We are a travel company and we are not qualified to provide detailed medical information appropriate to your individual needs; it is recommended you consult with your local doctor or a specialist travel medical centre for current health information on vaccinations and medicine for your trip at least one month prior to departure.
Of all the countries in which we operate tours, Thailand is perhaps the most visitor-friendly in terms of arrival. Holders of passports from Australia, New Zealand, the USA, UK and Canada do not need visas for stays of 15 to 30 days in Thailand.
Note: Thai visa regulations do change from time to time. We strongly advise that you check with your closest Thai consulate or embassy before you travel. It is your responsibility to ensure you have the appropriate visa for your travels.
Safety and security
Touristed areas in Thailand are safe by world standards, but the usual commonsense safety precautions should be adhered to.
In most major centres, taxis are plentiful, metered and inexpensive and a good way to get around, especially at night. Always take a hotel address card with you so you can show the drive where to take you. Often covered in the Australian media, Thailand has extremely strict laws relating to drug use. Use your judgement but as a guideline, it can be a good idea to be vigilant with regards to strangers offering drinks and sweets.
Keep a photocopy of your passport, airline tickets and credit card numbers in a safe place separate from the originals. Most hotels have in-room safes for storing your valuables.
Read our safety guidelines for further information.
‘Gentlemen of the Parlour’ by Somerset Maugham
is an interesting account of the author's travels on foot and elephant-back through parts of Thailand, Cambodia and Laos. It provides an idea of how much the Thailand and Indochina area has changed over the past century.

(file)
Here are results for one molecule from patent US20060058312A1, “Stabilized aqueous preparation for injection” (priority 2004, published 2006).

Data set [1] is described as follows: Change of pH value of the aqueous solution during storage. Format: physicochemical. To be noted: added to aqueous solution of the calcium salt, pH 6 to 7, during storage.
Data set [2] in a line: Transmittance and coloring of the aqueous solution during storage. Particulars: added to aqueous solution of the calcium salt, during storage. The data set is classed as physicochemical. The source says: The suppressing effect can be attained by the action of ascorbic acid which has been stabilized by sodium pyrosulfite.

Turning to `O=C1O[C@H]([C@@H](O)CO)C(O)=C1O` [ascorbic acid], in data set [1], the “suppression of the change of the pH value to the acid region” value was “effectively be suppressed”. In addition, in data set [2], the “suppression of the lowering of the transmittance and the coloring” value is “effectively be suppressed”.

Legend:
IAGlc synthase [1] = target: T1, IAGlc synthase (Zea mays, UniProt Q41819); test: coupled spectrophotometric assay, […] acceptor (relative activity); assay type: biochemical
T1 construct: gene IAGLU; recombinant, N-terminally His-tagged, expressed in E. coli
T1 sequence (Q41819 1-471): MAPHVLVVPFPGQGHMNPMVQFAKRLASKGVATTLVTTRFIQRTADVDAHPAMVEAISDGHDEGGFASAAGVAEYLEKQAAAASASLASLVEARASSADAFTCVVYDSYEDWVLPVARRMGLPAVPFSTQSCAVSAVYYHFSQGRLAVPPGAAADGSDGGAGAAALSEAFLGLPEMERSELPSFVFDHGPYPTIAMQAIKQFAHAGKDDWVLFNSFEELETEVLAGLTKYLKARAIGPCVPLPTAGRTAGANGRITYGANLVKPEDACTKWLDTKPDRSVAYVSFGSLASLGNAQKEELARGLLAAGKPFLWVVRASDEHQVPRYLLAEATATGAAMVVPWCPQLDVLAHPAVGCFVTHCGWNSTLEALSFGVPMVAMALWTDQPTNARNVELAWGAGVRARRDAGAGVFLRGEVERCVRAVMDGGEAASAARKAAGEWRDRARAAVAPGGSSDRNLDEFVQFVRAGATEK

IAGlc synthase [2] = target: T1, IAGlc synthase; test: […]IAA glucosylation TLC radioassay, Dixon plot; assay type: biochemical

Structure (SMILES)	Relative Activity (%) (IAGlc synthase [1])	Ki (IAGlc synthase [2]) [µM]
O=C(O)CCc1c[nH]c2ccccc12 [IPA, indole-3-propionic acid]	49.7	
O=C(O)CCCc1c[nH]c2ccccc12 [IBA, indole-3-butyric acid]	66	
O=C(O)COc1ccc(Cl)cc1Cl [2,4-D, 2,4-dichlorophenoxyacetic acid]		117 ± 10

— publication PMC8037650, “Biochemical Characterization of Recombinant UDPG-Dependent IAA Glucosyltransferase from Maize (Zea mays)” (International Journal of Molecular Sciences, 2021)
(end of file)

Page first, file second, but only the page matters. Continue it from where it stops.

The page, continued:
‘Mai Pen Rai Means Never Mind’ by Carol Hollinger
is a delightful read by an American woman who made Thailand her home and worked as a frustrated English teacher at Bangkok's Chulalongkorn University.
‘Travels in Siam, Cambodia, Laos and Annam’, by Henri Mouhot
. Written in 1860, this is an intriguing account of travels through Indochina and Thailand by the Frenchman who rediscovered Angkor in Cambodia. It reveals lots of interesting information on the Thailand of yesteryear.
‘Bridge on the River Kwai’ by Pierre Boulle
is a fictional account based on historical fact, focusing on the construction of the Burma Railway in Kanchanaburi by prisoners of war during World War Two.
‘Letters from Thailand’, translated by Susan Fulop Kepner
is an English translation of a Thai book telling the story of a Chinese migrant to urban Thailand, post World War Two. It reveals how he found adapating to his new surrounds and culture.
‘Thailand: A Short History’ by Joseph Wright Jr
is a readable guide to the history of the ‘land of smiles’.
Useful words & phrases
Hello (or hi)
Sa wat dee
How are you?
Khun sabai dee mai
I'm fine, thank you
Chan sabai dee
What is your name?
Khun chue are rai
My name is…
How old are you?
Khun are you thao rai
I am …years old
Chan are you ... Pee
How much is ...?
Ra ca thao rai
It's too expensive!
Mun Phaeng mak
Excuse me /I'm sony
Khor tod/ chan sia jai
Mai jam phen
Arrival and departure transfers